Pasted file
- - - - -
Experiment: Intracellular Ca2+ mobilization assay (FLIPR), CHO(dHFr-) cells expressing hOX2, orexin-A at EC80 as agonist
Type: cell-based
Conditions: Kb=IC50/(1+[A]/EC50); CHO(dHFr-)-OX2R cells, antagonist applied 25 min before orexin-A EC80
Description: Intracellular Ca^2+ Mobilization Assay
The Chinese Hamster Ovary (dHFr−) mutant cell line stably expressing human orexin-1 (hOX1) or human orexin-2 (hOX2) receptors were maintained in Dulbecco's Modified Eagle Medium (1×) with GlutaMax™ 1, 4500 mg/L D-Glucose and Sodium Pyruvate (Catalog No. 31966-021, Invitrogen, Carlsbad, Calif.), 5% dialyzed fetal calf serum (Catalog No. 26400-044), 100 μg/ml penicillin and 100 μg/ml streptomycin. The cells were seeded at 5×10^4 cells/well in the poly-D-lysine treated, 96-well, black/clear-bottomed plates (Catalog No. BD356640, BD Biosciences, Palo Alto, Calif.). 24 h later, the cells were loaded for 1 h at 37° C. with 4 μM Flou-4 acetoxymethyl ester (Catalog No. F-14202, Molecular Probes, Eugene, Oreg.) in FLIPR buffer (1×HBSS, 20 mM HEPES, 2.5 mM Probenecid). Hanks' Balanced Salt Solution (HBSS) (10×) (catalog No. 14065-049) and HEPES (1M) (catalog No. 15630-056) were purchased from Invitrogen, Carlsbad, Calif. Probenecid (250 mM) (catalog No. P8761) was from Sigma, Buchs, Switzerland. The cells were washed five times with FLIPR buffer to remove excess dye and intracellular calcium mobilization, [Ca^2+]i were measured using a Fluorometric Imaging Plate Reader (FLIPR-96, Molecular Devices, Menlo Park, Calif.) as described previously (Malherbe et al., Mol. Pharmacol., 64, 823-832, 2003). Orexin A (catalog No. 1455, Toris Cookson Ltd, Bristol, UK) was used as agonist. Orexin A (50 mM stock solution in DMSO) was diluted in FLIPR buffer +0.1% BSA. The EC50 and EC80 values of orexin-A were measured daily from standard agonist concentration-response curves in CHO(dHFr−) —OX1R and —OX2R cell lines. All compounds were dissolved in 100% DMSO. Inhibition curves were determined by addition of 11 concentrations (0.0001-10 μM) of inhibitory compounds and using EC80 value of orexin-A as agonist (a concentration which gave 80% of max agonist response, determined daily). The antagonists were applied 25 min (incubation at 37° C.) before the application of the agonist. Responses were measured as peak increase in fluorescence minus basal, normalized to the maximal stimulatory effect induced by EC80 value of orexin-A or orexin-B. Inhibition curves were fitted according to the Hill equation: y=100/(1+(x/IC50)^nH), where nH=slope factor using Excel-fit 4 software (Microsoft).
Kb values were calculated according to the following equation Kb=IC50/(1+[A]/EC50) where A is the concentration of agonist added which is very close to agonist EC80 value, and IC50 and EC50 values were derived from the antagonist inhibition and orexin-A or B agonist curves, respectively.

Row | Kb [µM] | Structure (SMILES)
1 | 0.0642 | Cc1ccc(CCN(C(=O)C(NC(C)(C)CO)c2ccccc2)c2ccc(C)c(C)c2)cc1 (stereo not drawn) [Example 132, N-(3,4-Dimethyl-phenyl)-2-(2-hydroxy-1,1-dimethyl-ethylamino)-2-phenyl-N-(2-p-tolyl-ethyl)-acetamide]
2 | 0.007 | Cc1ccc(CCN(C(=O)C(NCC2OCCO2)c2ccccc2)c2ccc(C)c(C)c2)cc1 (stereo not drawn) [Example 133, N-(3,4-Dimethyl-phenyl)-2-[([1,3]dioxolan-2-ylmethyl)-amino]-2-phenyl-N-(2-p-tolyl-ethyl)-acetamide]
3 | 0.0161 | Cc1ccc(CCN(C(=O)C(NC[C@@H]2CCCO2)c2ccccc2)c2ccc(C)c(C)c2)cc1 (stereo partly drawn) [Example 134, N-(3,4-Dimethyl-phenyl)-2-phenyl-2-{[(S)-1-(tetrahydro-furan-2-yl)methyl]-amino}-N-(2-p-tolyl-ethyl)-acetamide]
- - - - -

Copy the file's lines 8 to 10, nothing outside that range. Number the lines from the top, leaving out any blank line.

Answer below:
1 | 0.0642 | Cc1ccc(CCN(C(=O)C(NC(C)(C)CO)c2ccccc2)c2ccc(C)c(C)c2)cc1 (stereo not drawn) [Example 132, N-(3,4-Dimethyl-phenyl)-2-(2-hydroxy-1,1-dimethyl-ethylamino)-2-phenyl-N-(2-p-tolyl-ethyl)-acetamide]
2 | 0.007 | Cc1ccc(CCN(C(=O)C(NCC2OCCO2)c2ccccc2)c2ccc(C)c(C)c2)cc1 (stereo not drawn) [Example 133, N-(3,4-Dimethyl-phenyl)-2-[([1,3]dioxolan-2-ylmethyl)-amino]-2-phenyl-N-(2-p-tolyl-ethyl)-acetamide]
3 | 0.0161 | Cc1ccc(CCN(C(=O)C(NC[C@@H]2CCCO2)c2ccccc2)c2ccc(C)c(C)c2)cc1 (stereo partly drawn) [Example 134, N-(3,4-Dimethyl-phenyl)-2-phenyl-2-{[(S)-1-(tetrahydro-furan-2-yl)methyl]-amino}-N-(2-p-tolyl-ethyl)-acetamide]